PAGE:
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Healthcare reform and the workplace experience of nurses: Implications for patient care and union organizing

  • Paul F. Clark
  • Darlene A. Clark
  • David V. Day
  • Dennis G. Shea
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    The introduction of market-based reforms over the past twenty-five years has fundamentally changed the way healthcare is delivered in the United States. This paper reports the results of a survey of the workplace experiences and attitudes of hospital-based registered nurses under healthcare reform. The authors find that nurses who had experienced reform-related job restructuring held substantially more negative views of the climate for patient care than nurses who had not experienced restructuring. Also, nurses who had experienced reform-related mergers held more negative perceptions of the climate for patient care than those who had not been through a merger, although the relationship was less strong than it was for restructuring. Nurses concerned about a deteriorating climate for patient care indicated a desire for greater voice in the organization and staffing of hospitals and also indicated a greater readiness than other nurses to vote for a union. (Author's abstract.)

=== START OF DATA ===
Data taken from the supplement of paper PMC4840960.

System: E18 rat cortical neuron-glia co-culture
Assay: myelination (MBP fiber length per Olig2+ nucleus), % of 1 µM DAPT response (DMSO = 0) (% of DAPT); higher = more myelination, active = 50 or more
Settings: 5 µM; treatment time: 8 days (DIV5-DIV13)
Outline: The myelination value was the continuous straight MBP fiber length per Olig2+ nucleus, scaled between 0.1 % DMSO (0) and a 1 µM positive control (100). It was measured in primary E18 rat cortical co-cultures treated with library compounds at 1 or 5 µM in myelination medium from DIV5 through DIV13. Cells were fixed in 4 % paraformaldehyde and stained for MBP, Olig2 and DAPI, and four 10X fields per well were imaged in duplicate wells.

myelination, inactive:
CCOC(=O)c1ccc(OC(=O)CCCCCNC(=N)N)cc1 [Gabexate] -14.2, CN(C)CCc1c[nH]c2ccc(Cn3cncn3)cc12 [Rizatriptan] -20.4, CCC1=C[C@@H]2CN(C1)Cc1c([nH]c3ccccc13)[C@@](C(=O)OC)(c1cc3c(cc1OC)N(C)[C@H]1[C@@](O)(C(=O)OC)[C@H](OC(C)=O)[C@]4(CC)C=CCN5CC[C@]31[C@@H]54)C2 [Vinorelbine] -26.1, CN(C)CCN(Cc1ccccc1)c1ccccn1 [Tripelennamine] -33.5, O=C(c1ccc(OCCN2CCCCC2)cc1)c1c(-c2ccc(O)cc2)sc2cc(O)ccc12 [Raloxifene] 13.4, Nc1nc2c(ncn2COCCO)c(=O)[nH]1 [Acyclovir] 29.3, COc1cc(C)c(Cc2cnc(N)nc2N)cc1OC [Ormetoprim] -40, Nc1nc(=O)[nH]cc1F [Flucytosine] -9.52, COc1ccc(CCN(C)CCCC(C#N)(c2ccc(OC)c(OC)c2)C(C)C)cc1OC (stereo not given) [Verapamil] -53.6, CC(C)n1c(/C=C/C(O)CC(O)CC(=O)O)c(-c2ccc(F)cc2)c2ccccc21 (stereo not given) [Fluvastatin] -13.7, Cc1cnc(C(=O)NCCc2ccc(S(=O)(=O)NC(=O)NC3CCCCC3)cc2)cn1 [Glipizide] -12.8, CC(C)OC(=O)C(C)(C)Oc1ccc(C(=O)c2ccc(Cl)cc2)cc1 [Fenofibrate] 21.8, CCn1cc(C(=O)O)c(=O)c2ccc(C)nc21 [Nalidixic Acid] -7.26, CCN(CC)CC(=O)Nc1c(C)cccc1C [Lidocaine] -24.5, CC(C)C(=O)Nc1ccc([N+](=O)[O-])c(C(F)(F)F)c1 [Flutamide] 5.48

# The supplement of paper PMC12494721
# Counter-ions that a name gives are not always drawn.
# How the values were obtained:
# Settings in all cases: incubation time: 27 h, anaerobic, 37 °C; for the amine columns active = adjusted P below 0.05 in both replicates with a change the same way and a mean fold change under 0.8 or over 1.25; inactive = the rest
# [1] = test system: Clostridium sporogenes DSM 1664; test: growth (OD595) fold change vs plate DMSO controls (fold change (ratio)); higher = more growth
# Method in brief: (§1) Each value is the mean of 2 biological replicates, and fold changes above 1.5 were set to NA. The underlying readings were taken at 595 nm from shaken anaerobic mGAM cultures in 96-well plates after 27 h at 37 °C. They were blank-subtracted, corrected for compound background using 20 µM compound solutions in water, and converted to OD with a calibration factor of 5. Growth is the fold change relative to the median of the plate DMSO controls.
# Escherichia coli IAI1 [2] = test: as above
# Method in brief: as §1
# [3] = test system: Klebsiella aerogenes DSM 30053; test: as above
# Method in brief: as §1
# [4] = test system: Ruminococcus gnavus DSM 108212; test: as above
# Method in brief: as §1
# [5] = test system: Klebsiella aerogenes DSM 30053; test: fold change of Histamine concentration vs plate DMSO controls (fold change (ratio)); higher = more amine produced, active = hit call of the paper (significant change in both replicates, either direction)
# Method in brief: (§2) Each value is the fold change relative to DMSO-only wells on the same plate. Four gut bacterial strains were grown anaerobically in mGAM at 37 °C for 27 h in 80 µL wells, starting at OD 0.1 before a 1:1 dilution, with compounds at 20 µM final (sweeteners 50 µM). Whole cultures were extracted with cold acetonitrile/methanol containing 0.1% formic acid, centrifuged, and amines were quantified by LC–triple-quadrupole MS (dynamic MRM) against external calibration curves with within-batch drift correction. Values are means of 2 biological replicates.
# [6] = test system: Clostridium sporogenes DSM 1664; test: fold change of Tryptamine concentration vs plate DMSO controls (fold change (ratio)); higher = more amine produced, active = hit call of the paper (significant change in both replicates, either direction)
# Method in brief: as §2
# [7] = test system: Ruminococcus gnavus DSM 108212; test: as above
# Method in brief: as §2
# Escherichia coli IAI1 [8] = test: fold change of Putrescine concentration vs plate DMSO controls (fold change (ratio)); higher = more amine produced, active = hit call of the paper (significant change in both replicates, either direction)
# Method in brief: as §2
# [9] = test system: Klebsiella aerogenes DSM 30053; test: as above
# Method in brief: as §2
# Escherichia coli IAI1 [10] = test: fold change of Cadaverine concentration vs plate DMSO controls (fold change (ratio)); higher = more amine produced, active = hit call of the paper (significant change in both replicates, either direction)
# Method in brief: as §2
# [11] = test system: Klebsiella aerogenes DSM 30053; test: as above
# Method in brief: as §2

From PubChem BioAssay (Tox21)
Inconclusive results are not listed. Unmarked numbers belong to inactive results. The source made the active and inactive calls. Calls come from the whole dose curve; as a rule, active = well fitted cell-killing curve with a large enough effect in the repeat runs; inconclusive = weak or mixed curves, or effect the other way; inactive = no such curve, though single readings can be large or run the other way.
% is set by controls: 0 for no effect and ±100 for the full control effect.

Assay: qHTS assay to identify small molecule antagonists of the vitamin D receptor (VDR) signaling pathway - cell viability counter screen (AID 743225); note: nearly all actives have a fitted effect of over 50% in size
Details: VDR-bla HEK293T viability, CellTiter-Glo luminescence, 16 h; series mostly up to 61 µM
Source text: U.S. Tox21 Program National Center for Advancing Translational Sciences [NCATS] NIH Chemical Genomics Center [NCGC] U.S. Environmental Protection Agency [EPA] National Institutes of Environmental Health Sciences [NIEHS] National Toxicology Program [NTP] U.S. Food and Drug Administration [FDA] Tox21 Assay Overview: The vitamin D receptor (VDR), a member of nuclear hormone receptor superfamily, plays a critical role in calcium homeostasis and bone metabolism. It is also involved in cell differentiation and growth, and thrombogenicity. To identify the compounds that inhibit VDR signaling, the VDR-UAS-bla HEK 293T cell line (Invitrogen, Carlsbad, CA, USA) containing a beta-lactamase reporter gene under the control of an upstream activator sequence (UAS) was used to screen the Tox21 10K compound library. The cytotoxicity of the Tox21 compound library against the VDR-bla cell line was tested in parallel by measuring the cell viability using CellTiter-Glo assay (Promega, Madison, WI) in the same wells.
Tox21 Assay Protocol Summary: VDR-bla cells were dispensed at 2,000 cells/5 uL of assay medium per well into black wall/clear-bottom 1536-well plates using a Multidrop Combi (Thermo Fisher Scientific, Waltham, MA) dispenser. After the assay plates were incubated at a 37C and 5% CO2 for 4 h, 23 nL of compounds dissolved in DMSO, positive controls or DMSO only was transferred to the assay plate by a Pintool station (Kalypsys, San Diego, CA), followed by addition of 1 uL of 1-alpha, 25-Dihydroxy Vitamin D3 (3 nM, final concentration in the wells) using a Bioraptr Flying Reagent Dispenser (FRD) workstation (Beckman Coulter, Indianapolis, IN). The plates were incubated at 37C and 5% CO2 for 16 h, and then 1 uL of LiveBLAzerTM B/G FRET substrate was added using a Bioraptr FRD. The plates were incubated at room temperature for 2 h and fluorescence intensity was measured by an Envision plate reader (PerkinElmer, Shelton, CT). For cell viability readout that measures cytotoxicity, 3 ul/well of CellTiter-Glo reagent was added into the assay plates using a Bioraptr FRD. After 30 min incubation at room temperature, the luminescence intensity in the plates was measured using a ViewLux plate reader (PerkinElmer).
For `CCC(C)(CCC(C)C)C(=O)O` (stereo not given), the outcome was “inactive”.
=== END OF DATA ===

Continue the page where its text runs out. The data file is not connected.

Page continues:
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    Article provided by ILR Review, Cornell University, ILR School in its journal ILR Review.

    Volume (Year): 55 (2001)
    Issue (Month): 1 (October)
    Pages: 133-148

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    Handle: RePEc:ilr:articl:v:55:y:2001:i:1:p:133-148
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